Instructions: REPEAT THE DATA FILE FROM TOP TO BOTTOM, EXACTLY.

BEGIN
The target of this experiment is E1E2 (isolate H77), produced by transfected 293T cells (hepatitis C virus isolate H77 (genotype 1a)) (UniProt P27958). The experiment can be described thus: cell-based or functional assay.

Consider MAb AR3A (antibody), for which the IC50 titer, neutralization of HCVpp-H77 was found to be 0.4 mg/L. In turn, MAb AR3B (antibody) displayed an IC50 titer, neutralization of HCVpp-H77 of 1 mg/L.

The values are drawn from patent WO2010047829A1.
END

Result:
The target of this experiment is E1E2 (isolate H77), produced by transfected 293T cells (hepatitis C virus isolate H77 (genotype 1a)) (UniProt P27958). The experiment can be described thus: cell-based or functional assay.

Consider MAb AR3A (antibody), for which the IC50 titer, neutralization of HCVpp-H77 was found to be 0.4 mg/L. In turn, MAb AR3B (antibody) displayed an IC50 titer, neutralization of HCVpp-H77 of 1 mg/L.

The values are drawn from patent WO2010047829A1.